This amount of unrestricted gaming has led the World Health Organization (WHO) to classify a new related disorder in the International Classification of Diseases (ICD), called “gaming disorder”. The WHO, who is an active member of the United Nations Development Group, defines gaming disorder like this: Gaming disorder is defined in the 11th Revision of the International Classification of Diseases (ICD-11) as a pattern of gaming behavior (“digital-gaming” or “video-gaming”) characterized by impaired control over gaming, increasing priority given to gaming over other activities to the extent that gaming takes precedence over other interests and daily activities, and continuation or escalation of gaming despite the occurrence of negative consequences. Furthermore, this gaming-related addiction is also included in the American Psychiatric Association’s Diagnostic and Statistical Manual of Mental Disease (DSM-5), which is used by mental health specialists to diagnose mental disorders and illnesses. Physician and Harvard Medical Instructor, Ranna Parekh, goes on to explain that the “DSM-5 includes substance-related addictive disorders, such as alcohol, tobacco, stimulants, marijuana and opioids” (Parekh, 2018).
It is apparent that excessive online gaming has become such an issue that the addiction to it has become comparable to that of gambling and drug abuse. In 2019, a class-action lawsuit was proposed against the video game company, Epic Games, for their highly popular and addicting game “Fortnite”. USA Today covered this story by contacting the law firm that is representing the two parents behind the lawsuit who claim that the action-filled game is “as addictive, and potentially harmful, as cocaine”. The game, which was partly designed by psychologists and statisticians, includes features that offer rewards that manipulate the player into always wanting more. Games like these that offer such tempting rewards train the brain to release the “feel good” hormone, dopamine. This dopamine release encourages the brain to keep playing because of the satisfaction that is obtained. The constant release of this hormone when playing video games can lead to an eventual addiction and lack of self-control in players, this possibility multiplies when factoring in children and teenagers.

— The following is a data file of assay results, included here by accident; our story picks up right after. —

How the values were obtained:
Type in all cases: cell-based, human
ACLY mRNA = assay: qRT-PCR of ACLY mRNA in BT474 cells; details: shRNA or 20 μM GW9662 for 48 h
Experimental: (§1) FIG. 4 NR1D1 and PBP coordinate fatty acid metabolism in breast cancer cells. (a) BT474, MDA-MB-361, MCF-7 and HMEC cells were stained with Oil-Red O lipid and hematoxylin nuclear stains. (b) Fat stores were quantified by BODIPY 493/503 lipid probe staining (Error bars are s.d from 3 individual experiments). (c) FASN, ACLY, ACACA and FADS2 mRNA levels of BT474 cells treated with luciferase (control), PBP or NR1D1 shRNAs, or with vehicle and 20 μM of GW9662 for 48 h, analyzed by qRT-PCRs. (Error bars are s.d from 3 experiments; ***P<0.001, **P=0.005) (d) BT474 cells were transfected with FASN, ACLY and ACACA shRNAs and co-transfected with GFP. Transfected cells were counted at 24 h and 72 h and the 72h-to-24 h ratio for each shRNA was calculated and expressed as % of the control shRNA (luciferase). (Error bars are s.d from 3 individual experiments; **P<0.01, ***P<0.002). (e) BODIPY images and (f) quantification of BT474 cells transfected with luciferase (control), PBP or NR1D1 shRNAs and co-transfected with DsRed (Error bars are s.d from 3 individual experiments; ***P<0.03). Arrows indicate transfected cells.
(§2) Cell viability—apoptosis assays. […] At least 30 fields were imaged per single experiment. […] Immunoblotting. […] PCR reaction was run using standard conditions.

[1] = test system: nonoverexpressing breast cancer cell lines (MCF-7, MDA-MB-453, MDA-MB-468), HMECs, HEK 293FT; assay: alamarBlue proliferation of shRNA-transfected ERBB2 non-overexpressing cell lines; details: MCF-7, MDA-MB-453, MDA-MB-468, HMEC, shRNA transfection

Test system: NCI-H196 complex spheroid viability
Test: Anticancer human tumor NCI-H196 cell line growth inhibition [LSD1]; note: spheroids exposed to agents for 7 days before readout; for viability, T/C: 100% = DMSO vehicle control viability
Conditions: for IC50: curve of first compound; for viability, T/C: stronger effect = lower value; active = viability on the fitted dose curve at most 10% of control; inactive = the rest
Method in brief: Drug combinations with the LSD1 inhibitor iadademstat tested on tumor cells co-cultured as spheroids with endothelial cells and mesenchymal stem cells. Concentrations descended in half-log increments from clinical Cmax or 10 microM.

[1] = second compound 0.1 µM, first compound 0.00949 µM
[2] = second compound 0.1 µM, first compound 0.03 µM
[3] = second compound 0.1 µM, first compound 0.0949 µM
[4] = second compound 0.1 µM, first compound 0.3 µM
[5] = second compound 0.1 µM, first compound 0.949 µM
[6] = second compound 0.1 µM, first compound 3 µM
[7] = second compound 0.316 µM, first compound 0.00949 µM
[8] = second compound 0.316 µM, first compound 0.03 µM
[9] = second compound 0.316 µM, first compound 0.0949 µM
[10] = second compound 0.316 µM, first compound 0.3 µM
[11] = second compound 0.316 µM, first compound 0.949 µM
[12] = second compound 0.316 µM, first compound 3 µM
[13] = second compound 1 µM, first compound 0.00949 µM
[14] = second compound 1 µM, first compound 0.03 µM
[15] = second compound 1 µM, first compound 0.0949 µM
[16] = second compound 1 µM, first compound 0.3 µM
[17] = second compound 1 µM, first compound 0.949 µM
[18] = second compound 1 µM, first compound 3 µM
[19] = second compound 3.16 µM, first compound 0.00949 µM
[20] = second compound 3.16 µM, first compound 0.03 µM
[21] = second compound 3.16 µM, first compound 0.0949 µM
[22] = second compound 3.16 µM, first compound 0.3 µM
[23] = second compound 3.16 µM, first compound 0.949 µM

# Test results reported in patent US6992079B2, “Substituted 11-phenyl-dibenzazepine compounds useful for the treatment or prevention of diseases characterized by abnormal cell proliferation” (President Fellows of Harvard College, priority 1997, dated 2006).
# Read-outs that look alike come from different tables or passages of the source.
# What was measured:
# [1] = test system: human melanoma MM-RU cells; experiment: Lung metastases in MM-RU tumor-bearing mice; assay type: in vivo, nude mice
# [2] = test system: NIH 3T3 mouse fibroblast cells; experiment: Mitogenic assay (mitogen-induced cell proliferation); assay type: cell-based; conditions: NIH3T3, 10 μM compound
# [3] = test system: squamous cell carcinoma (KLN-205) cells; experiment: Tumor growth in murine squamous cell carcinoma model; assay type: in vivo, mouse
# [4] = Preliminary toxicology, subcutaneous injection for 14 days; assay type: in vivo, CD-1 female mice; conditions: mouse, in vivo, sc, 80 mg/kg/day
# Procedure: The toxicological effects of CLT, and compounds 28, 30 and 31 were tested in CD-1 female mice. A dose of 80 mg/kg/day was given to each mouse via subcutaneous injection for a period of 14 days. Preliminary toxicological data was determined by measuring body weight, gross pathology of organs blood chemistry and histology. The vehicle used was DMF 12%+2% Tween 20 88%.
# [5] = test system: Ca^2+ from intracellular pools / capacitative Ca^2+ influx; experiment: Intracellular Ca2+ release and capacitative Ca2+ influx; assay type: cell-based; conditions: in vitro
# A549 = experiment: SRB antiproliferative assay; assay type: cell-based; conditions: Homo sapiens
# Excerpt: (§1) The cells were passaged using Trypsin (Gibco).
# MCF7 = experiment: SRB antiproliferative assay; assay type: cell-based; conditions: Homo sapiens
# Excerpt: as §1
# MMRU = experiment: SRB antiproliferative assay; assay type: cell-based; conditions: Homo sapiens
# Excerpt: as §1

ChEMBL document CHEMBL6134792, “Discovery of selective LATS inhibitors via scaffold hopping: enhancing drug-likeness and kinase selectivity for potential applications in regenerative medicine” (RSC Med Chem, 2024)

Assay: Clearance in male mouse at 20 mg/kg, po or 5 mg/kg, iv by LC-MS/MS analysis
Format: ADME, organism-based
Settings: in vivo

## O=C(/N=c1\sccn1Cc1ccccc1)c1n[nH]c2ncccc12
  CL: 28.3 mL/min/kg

These young people are even more susceptible to this due to the lack of development in the self-control sector of their brains. The majority of those who play video games, play them on consoles or pcs. Most of the games played are action or sport themed and consist of the gamer playing on a controller or keyboard. Only a small percentage of games actually require the user to be active and involved in exercise. Therefore, the same number of hours a teenager chooses to spend in front of a screen is the same amount of time they aren’t participating in physical activity. This start of a sedentary lifestyle could be detrimental to teenagers or anyone of any age. Sedentary behavior, as described by the Sedentary Behavior Research Network (SBRN), is “any waking behavior characterized by any energy expenditure ≤1.5 metabolic equivalents (METs), while in a sitting, reclining or lying posture”. Editor, Erin Michos M.D., from John Hopkins Medicine, published an article explaining the risks of a sedentary lifestyle. She tells how people endanger themselves by putting themselves in risk of “health outcomes including heart disease, Type 2 diabetes and cancer” which if extensive enough, could lead to death. The substantial time spent in the same positions or without movement could even be lead to thrombosis.